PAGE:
PANEL SCREWS, Where Do They Go? -- INT-103C
|The MGA With An Attitude
On 7/18/2011, Tony Bullum" wrote:
"Where would the "correct" placement for door panel screws be"?
And the answer is, put them where they are needed to hold the panel securely in place. If they look similar to those on other cars, it's perfect. There is not a concours judge in the world who knows exactly where the screws should be located. No one will be using a tape measure or deducting points if you miss the location of any one screw by an inch. I seriously doubt that that either the panels or the car body or doors were even punch or predrilled using jigs or templates. I suspect the factory assembly workers just put the screws where it was easy and sort of similar from car to car on any given work shift. In other words, all hand installed and aligned by eye, and likely no two cars exactly the same.
There are a few screw locations that are important. For the steel reinforcement channels along the bottom edge of the door pocket opening (missing in these pictures), it is necessary to locate the bar at correct height to cover the edge of the panel. For this you can hold the panel temporarily in place with the metal channel sitting on the edge, and mark location of the bar on the door shell. Then remove the panel while you install two screws to hold the bar. The panel then slips under the edge of the channel before installing the visible panel screws. As an additional note, if you ever replace the door panels you can almost count on the pocket opening being in slightly different location on the new ones, so you may have to relocate the steel channel and those mounting screws.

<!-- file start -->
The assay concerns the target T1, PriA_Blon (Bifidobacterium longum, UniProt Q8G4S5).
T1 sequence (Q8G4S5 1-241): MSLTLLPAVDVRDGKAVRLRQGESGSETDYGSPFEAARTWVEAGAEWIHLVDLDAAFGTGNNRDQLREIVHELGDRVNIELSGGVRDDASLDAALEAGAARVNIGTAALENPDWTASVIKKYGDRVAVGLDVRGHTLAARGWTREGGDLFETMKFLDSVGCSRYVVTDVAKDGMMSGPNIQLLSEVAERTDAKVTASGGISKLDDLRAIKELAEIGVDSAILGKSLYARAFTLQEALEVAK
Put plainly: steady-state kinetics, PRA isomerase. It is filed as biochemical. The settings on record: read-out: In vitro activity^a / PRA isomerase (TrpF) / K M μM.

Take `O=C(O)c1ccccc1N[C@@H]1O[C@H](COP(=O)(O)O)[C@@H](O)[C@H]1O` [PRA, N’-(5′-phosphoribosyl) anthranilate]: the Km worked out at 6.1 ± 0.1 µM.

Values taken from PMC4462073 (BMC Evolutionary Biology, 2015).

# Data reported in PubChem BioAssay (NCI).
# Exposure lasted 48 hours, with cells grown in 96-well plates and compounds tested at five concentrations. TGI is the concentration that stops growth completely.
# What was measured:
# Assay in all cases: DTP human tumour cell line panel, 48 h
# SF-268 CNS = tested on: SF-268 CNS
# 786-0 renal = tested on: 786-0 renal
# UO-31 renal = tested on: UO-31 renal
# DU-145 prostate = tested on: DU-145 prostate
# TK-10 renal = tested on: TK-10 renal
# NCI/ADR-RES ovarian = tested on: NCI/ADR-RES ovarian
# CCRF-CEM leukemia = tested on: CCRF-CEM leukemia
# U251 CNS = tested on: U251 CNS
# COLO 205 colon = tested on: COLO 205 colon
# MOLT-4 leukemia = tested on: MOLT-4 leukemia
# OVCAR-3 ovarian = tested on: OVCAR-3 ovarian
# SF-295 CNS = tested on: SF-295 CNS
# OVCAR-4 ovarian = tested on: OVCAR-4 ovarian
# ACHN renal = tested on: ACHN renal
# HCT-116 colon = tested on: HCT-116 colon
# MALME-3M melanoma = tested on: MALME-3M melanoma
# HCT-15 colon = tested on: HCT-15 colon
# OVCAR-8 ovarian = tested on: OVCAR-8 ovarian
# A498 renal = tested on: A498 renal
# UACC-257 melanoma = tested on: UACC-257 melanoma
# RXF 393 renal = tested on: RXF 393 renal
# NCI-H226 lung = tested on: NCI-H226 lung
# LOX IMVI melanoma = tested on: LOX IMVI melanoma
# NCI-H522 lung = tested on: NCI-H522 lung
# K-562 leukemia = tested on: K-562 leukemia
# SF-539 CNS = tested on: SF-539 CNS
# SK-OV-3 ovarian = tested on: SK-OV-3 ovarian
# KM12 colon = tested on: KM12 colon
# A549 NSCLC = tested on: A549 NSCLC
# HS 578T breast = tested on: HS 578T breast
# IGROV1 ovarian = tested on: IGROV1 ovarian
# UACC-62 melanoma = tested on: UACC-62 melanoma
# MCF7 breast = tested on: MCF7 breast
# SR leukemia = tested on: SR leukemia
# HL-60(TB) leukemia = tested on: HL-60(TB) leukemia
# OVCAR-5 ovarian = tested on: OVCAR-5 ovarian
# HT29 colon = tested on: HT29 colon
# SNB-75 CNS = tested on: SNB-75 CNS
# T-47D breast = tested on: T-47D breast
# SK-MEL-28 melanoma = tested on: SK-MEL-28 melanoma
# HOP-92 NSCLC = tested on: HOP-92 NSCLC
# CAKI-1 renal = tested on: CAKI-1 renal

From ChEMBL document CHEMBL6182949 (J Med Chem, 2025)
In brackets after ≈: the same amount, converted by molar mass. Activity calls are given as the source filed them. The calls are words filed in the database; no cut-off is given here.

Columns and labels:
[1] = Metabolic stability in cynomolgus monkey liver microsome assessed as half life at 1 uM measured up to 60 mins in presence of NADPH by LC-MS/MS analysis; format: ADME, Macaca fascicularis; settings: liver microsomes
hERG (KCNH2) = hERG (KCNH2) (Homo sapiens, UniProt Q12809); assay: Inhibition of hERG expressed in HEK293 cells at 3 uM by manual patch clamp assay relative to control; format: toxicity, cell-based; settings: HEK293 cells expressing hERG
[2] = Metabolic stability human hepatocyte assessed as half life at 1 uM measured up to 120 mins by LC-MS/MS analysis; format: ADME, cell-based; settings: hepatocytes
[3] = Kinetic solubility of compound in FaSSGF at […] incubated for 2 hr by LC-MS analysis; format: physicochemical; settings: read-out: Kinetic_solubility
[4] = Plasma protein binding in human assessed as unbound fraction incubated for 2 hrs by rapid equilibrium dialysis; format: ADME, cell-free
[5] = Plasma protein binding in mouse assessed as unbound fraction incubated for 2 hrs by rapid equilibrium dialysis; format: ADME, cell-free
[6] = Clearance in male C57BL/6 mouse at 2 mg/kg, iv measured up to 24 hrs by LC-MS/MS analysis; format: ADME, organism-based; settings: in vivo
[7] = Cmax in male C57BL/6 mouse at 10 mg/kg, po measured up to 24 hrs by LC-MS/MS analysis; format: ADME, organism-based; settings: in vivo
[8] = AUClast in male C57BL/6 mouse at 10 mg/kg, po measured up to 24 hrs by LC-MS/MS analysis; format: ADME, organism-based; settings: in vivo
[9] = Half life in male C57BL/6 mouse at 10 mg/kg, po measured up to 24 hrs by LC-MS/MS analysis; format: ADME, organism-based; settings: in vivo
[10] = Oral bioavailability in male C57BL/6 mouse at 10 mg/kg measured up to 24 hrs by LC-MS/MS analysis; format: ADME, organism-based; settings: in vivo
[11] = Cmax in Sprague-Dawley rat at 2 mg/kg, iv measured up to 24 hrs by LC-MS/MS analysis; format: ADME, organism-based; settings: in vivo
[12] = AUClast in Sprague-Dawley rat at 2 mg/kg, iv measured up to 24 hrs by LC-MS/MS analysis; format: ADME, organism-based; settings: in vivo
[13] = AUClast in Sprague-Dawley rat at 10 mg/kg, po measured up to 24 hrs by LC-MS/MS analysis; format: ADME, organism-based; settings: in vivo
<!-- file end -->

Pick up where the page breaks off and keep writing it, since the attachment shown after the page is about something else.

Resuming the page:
The triangular nut plate to secure the side curtain must also be in the proper location. The procedure here is usually to locate and drill holes in the panel to align with original holes in the door. When the panel has been replaced a number of times it is common for the screw holes in the door to be stripped out. The proper fix for this is to weld the holes shut, grind flat, and redrill them in original location. If you can spend a few extra minutes for this process you might weld up a little extra thickness to the metal to resist stripping out in the future. If the door was welded, ground and painted during restoration, and you don't know the original hole locations, then attach the side curtain to the bracket and hold it all in proper alignment while you spot the locations for the bracket screws.